Claims Handling Practices - Virginia

September 3, 2019

Claims Handeling Standards

Virginia prohibits the following unfair claim settlement practices (Va. Code Ann. § 38.2-510(A)(1)-(17)):

  1. Misrepresenting pertinent facts or insurance policy provisions relating to coverages at issue;
  2. Failing to acknowledge and act reasonably promptly upon communications with respect to claims arising under insurance policies;
  3. Failing to adopt and implement reasonable standards for the prompt investigation of claims arising under insurance policies;
  4. Refusing arbitrarily and unreasonably to pay claims;
  5. Failing to affirm or deny coverage of claims within a reasonable time after proof of loss statements have been completed;
  6. Not attempting in good faith to make prompt, fair and equitable settlements of claims in which liability has become reasonably clear;
  7. Compelling insureds to institute litigation to recover amounts due under an insurance policy by offering substantially less than the amounts ultimately recovered in actions brought by such insureds;
  8. Attempting to settle claims for less than the amount to which a reasonable man would have believed he was entitled by reference to written or printed advertising material accompanying or made part of an application;
  9. Attempting to settle claims on the basis of an application that was altered without notice to, or knowledge or consent of, the insured;
  10. Making claims payments to insureds or beneficiaries not accompanied by a statement setting forth the coverage under which payments are being made;
  11. Making known to insureds or claimants a policy of appealing from arbitration awards in favor of insureds or claimants for the purpose of compelling them to accept settlements or compromises less than the amount awarded in arbitration;
  12. Delaying the investigation or payment of claims by requiring an insured, a claimant, or the physician of either to submit a preliminary claim report and then requiring the subsequent submission of formal proof of loss forms, when both contain substantially the same information;
  13. Failing to promptly settle claims where liability has become reasonably clear, under one portion of the insurance policy coverage in order to influence settlements under other portions of the insurance policy coverage;
  14. Failing to promptly provide a reasonable explanation of the basis in the insurance policy in relation to the facts or applicable law for denial of a claim or for the offer of a compromise settlement;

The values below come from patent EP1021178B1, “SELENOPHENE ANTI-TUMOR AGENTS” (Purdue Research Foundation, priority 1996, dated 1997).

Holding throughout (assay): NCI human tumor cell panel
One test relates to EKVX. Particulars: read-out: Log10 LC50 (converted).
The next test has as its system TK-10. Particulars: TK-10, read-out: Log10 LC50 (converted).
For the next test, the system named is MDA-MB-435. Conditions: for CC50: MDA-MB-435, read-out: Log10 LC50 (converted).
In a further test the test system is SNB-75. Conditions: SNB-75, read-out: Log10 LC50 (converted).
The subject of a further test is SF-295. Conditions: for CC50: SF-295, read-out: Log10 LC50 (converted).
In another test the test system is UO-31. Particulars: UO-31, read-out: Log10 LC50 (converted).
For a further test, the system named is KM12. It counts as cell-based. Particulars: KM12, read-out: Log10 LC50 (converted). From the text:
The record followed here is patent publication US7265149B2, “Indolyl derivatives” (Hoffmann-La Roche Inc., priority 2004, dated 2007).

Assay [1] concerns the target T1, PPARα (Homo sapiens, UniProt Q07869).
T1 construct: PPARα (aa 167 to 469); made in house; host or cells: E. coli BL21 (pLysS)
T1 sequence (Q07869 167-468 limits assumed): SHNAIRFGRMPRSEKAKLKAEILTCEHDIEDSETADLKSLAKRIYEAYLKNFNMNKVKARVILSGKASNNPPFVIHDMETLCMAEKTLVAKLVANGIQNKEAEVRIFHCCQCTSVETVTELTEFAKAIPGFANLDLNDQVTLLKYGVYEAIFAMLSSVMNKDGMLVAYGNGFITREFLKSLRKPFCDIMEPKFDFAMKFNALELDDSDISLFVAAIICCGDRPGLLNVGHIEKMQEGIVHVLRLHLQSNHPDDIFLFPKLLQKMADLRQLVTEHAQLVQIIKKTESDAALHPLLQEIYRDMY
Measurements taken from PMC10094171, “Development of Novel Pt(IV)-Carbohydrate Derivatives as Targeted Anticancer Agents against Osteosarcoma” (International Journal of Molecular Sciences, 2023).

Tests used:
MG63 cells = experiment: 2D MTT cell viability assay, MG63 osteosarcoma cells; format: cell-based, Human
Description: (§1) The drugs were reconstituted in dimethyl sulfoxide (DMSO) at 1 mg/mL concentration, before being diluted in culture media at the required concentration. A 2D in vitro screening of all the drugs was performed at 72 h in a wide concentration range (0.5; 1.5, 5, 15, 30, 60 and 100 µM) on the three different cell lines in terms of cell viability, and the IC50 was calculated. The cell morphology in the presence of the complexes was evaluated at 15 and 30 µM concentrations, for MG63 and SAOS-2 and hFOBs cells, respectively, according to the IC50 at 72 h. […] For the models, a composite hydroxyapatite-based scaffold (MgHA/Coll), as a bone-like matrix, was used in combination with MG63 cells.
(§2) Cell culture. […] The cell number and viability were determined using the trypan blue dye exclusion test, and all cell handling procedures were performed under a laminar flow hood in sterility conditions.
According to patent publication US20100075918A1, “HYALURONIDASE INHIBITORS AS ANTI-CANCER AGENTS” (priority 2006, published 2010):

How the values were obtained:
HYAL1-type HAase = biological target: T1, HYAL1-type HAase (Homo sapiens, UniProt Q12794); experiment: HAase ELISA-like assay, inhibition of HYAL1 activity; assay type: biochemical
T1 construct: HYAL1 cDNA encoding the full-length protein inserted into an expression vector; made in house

15. Failing to comply with § 38.2-3407.15, or to perform any provider contract provision required by that section;
  16. Payment to an insurer or its representative by a repair facility, or acceptance by an insurer or its representative from a repair facility, directly or indirectly, of any kickback, rebate, commission, thing of value, or other consideration in connection with such person's appraisal service; or
  17. Making appraisals of the cost of repairing a motor vehicle that has been damaged as a result of a covered loss unless such appraisal is based upon a personal inspection by a representative of the repair facility or a representative of the insurer who is making the appraisal. Notwithstanding the requirement that an appraisal be based upon a personal inspection, the repair facility or the insurer making the appraisal may prepare an initial, which may be the final, repair appraisal on a motor vehicle that has been damaged as a result of a covered loss either from the representative's personal inspection of the motor vehicle or from photographs, videos, or electronically transmitted digital imagery of the motor vehicle; however, no insurer may require an owner of a motor vehicle to submit photographs, videos, or electronically transmitted digital imagery as a condition of an appraisal. Supplemental repair estimates that become necessary after the repair work has been initiated due to discovery of additional damage to the motor vehicle may also be made from photographs, videos, or electronically transmitted digital imagery of the motor vehicle, provided that in the case of disputed repairs a personal inspection is required.